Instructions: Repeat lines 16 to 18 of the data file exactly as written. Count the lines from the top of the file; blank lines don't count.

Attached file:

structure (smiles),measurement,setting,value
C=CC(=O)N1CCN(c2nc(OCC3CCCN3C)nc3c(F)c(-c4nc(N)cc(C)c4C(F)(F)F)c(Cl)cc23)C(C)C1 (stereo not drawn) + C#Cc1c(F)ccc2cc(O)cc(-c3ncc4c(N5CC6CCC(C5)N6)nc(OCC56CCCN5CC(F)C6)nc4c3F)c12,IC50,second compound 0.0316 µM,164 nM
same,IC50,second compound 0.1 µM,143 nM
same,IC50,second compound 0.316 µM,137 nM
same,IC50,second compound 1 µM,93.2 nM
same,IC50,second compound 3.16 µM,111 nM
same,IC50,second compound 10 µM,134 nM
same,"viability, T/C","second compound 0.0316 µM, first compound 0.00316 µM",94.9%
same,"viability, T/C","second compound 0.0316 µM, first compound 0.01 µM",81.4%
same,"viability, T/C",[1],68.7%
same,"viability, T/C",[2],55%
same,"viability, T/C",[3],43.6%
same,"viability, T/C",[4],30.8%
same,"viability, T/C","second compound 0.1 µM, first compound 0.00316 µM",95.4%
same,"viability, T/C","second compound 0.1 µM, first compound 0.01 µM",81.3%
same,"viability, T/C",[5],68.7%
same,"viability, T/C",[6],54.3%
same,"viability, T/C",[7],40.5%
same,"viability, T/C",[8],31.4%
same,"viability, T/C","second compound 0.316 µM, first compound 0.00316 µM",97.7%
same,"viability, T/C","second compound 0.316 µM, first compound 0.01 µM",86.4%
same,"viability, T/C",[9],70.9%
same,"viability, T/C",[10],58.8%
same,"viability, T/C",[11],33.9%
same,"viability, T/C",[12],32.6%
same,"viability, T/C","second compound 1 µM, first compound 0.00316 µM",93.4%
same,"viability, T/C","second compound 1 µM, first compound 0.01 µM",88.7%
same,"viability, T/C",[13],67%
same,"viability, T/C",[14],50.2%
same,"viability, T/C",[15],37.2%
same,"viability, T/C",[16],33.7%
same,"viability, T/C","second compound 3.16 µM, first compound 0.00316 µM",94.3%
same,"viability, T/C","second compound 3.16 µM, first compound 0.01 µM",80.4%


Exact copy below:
same,"viability, T/C",[5],68.7%
same,"viability, T/C",[6],54.3%
same,"viability, T/C",[7],40.5%